(photo credit: Courtesy, Barak Bloch )
Some 50 people demonstrated outside the offices of Israel's Egg and Poultry Board in Tel Aviv on Sunday, to protest the intended slaughter of hens no longer at the optimum level of egg production, even though the owners had found the animals new adoptive homes.
When 1,000 hens were slated to be killed last week on Moshav Ometz near Netanya, the daughter-in-law of one of the moshav's egg farmers publicized the imminent execution on Facebook, and within 24 hours, all of the animals had been found adoptive homes.
But, says Ben-Yosef, the requests for sanctuary for the birds ceased abruptly when the Egg and Poultry Board threatened the farmer with steep fines if the birds were saved.
According to Ben Yosef, when protesters found out on Thursday that the scheduled execution of the chickens was to take place that day, they went to Moshav Ometz to protest. The egg farmer told them that the scheduled killing would be delayed if they dispersed, but a small group has maintained a continuous presence there ever since, Ben Yosef says.
The meat of the egg-laying hens does not comply with commercial standards, so after electrocution it is thrown away. This waste is one of the issues that angers Ben-Yosef. “One can argue about eating meat and vegetarianism, but this is a case of killing without any purpose at all,” he tells The Jerusalem Post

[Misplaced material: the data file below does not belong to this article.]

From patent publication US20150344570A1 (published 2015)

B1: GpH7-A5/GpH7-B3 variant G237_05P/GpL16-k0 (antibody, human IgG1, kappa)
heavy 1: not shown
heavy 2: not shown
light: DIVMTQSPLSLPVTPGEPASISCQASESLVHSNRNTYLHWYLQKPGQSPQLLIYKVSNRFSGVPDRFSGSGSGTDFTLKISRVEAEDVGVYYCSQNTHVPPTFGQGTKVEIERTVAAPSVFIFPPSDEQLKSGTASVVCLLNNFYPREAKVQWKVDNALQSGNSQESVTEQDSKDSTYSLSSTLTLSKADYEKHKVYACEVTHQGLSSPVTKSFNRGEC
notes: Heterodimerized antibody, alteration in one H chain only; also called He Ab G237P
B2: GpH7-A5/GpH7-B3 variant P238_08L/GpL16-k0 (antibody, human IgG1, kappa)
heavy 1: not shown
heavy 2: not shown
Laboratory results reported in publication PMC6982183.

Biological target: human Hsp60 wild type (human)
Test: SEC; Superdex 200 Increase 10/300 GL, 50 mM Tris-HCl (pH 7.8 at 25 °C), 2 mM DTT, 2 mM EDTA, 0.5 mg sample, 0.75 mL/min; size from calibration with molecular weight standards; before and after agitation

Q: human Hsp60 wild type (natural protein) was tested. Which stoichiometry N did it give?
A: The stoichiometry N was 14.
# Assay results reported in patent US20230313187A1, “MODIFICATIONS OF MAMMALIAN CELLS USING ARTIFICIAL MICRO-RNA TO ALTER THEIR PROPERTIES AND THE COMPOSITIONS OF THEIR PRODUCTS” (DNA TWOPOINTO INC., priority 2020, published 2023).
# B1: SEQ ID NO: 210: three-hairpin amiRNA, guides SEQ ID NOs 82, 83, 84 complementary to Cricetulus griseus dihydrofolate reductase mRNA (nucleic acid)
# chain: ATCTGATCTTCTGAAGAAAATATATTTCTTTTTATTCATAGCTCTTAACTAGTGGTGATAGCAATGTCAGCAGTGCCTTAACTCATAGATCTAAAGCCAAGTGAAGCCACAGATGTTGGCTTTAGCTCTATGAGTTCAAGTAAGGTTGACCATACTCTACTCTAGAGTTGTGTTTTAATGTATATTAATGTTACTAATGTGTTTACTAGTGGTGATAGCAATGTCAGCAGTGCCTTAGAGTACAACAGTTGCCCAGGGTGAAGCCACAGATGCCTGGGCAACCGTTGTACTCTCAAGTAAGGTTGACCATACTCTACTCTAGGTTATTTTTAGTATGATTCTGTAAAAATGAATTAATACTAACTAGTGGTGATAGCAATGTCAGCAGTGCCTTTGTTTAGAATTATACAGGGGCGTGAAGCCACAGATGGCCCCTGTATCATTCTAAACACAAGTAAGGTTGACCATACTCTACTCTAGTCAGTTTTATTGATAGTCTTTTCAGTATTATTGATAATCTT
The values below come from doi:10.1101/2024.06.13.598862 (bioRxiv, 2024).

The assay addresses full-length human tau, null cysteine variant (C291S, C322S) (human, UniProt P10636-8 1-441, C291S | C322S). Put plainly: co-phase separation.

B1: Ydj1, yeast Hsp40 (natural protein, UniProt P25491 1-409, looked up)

. "The Egg and Poultry Board has crossed a red line as they insist on this unnecessary killing when the owner of the animals had an alternative solution.”
Protest leader Mike Green explains that after two years of laying eggs, hens become less productive. At this point the Egg and Poultry Board pays the farmers for their animals, and then kills them. The case at Moshav Ometz proves that the Board is forcing farmers to have their hens electrocuted, Green says.
Also present at the demonstration on Sunday was Hila Keren, the spokesperson for the organization Anonymous for Animal Rights, who described the living conditions of hens in Israel. “Hens on industrialized farms are packed into coops where they cannot even spread their wings or stand up,“ she says, adding that these types of coops have been banned in more than 30 countries.
In a statement issued Sunday in response to the protests, the Egg and Poultry Board said that, "Unproductive egg-laying hens are killed in a manner that causes the minimum amount of suffering, [and] is acceptable to animal rights groups."
The Board claims that the issue of the adoption of the hens falls under the jurisdiction of the Veterinary Services and Animal Health department of the Agriculture Ministry, whose mandate is to protect the public from the spread of bird diseases such as avian flu.
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